How Do the Bones That Comprise the Knee Joint Fit Together?

The tibia, patella and femur are joined together at the knee to form a hinge joint, according to WebMD. The bones are held in place at the knee with an elaborate system of ligaments, and they are buffered from each other by thick pads of cartilage.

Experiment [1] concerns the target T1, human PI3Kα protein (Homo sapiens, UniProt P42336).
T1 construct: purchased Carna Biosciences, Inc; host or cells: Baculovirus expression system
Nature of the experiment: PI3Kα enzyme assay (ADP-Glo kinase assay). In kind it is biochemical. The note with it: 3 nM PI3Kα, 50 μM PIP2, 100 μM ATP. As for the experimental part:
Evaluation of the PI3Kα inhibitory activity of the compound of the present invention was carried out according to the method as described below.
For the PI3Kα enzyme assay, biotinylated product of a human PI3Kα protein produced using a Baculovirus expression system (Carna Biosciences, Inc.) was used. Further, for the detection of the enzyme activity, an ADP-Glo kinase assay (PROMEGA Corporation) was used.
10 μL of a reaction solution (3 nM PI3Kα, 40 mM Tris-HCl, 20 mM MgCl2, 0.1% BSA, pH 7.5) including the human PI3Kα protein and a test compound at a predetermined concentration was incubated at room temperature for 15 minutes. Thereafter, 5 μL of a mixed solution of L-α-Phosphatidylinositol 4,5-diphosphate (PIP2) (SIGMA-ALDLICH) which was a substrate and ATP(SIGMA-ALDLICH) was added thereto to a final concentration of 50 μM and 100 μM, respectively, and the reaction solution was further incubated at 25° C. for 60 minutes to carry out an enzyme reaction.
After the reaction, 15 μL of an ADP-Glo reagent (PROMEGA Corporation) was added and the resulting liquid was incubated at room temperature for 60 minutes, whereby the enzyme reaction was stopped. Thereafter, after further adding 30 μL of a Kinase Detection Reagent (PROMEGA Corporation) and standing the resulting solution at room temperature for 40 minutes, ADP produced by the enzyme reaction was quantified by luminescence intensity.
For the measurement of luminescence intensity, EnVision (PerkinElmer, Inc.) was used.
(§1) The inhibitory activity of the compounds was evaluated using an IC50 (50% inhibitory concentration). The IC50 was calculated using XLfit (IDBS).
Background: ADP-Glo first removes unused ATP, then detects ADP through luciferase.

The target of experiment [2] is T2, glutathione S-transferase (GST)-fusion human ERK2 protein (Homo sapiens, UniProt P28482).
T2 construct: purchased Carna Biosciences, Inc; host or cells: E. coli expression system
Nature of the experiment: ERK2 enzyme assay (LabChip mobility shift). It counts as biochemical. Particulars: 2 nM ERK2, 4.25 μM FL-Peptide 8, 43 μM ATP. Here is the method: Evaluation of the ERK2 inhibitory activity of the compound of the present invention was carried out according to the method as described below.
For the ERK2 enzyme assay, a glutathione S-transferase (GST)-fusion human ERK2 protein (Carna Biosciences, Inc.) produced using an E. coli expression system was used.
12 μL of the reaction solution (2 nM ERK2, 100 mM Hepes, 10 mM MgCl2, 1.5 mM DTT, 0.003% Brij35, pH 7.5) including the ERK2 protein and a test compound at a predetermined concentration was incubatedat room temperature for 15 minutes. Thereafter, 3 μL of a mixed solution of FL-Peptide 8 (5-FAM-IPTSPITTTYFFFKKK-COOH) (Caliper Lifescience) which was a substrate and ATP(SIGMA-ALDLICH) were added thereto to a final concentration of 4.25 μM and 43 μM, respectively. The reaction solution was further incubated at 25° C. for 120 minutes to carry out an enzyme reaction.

A the knee, the femur drops to press against the top of the tibia, according to WebMD. The front of the knee joint is protected by a thick, almost circular bone called the patella, or kneecap. Posterior to the joint, and somewhat exterior to it, the top of the fibula, the small bone of the lower leg, rests against the top of the tibia. The bottom of the femur is cushioned by a thick pad of cartilage, and the top of the tibia is protected by thick layers of connective tissue called the medial and lateral meniscus. Between these two pads, two ligaments help bind the knee together and keep it from twisting or deforming. These are the anterior and posterior cruciate ligaments, and they are frequent sites of injury. Two large ligaments, the medial and lateral collateral ligaments, drop down from the thigh muscles to attach to the tibia and provide additional bracing to keep the bones in place.